Rock climbing, as a means for exploration, has been around forever. It has always been a way to access new terrain to explore. As a sport, it gained its popularity in the late 60s with the explosion of activity coming out of California’s Yosemite National Park. And most recently with the booming popularity of Rock Climbing gyms, Rock Climbing is more accessible than ever. I’ve climbed very hard routes in gyms (5.12+) and absolutely fun and exposed climbs outside, but there are so many things I wish I was told when I was starting out climbing. Here are some of my tips for the beginners out learning to scale rocks, both artificially in gyms or outside on cliffs and boulders.
Tip #1: Learn The Ropes & Lingo
Walking into a Rock Climbing Gym can be an overwhelming experience. Most have two different areas to climb: Bouldering or Top Rope. Bouldering involves climbing shorter, challenging walls with pads underneath the routes (or problems) that you can drop down onto if you fall. The other style is roped climbing, where you attach yourself to a rope and climb vertical walls 20-70ft tall. I highly recommend you taking an introductory class, offered by nearly every rock climbing gym multiple times per week, and is usually free with the price of admission.
There’s no real difference in the way that both styles of climbing are done, even though they are graded on different scales. The goal in rock climbing is to use your strength and technique to get to the top of the route without falling. As you climb more, your strength will increase, your technique will improve drastically, and your endurance will grow with the frequency in which you climb per week.
The gear you need is pretty simple for a day of climbing in the gym. Rock Climbing Shoes are a must, because they allow your feet to grip very tiny portions of rock or artificial rock holds with ease. Next is a Harness. These are required if you’re climbing with ropes, since this is the device that the rope attaches to you by. Attaching the rope to the harness will be something an introductory class can explain. And the last piece of equipment you might need is a chalk bag. Not required, but having powdered chalk on-hand can drastically help increase your grip on the holds due to the chalks ability to absorb any moisture on your hands which could make you slip and loose grip.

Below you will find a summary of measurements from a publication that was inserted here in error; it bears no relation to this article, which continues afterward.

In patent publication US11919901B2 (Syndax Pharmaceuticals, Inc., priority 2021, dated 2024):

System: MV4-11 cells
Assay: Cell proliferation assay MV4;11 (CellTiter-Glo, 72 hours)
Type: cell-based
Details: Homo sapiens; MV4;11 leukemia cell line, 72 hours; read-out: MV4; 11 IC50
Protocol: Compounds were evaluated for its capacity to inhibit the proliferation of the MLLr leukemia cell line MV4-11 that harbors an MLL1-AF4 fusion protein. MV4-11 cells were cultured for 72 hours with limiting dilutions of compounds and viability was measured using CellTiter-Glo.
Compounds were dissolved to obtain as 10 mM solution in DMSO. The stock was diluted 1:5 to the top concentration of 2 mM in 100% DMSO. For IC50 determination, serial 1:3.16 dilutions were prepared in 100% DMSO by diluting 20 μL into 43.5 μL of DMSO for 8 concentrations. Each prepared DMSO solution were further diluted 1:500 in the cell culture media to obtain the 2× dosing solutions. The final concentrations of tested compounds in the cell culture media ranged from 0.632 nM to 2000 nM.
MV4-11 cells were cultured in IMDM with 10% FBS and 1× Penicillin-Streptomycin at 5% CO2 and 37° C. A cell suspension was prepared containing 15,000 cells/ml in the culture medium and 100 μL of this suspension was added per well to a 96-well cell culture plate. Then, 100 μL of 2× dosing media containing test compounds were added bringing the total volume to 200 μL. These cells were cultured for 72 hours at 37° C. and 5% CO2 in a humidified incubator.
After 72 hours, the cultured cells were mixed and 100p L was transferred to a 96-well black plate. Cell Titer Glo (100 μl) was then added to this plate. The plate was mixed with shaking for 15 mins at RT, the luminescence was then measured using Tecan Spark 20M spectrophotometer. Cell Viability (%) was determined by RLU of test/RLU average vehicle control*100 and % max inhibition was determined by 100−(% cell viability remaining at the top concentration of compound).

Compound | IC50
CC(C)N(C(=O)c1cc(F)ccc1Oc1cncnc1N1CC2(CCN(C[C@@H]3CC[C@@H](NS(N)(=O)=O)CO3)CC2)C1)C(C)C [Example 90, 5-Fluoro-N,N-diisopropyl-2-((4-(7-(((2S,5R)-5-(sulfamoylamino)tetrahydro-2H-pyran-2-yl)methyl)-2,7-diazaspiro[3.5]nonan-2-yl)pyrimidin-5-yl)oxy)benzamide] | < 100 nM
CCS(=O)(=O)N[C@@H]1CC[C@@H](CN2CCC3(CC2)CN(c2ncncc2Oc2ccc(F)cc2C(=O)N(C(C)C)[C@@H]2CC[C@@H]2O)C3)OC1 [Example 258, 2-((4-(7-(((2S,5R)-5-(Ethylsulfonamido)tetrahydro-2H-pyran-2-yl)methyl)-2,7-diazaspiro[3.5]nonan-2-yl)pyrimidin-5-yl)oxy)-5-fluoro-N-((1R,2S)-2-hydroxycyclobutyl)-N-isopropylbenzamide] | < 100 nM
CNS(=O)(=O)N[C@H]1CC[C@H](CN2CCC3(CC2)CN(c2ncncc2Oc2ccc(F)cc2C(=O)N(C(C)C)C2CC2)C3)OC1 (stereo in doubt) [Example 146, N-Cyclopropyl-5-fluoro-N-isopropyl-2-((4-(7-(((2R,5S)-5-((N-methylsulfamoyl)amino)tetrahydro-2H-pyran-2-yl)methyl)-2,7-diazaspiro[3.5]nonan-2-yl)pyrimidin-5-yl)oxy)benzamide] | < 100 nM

Tip #2: Start Slow
This applies to everyone, but especially to guys. If you get into climbing, odds are you’re probably athletic, which can sometimes be detrimental for beginners. What I mean by this is, rock climbing uses portions of your body that have never been trained before, specifically the tendons in your fingers, hands, and wrists. You might be able to lift a lot of weights and perform a lot of pull-ups, but this can actually cause issues when learning to rock climb. See, since your arms might be capable of performing the required move on the route, you will tend to grip really strong with your fingers in order to pull your self upward. In this case, your arms are stronger than your tendons, and you can literally pull on your tendons too much, resulting in various ways of damaging them.
You’ll hear rock climbers talk about having injured their “Pulleys”. This is a result of overstraining the tendon that runs from your finger tip to your palm, which are held in place by other tendons called a “Pulley”. These can be sprained or torn, which take weeks and months to recover from. All because your body was strong enough to make the next move on the rock climb, but the weakest link (your fingers) were not. All of this to say, go slow. You’ll be so excited learning to climb and progress so quickly within the first 5 days out climbing that your fingers simply will not be able to keep up. Climb within your limits, and don’t forget to take rest days to allow all these new muscles and tendons to recover.
Tip #3: Set Goals, Not Grades
Rock climbing routes, on both boulders and vertical walls, are graded on their own scales. In America, boulders get scaled on the Hueco V-scale, V0-V15 and beyond, with V0 being easiest, V3 being intermediate, and so on. Vertical climbs which require ropes are graded on the Yosemite Decimal System (YDS) which range from 5.5 to 5.15. 5.5 being the easiest, 5.8 being intermediate, and 5.11 and up being expert.
As you climb more and more, you’ll increase the difficulty of your climbs. Moving through the grades, checking them off, is such a rewarding, accomplishing feeling. With that being said, know that grades aren’t the end-all-be-all of rock climbing. Which is why I recommend setting goals, not just grades.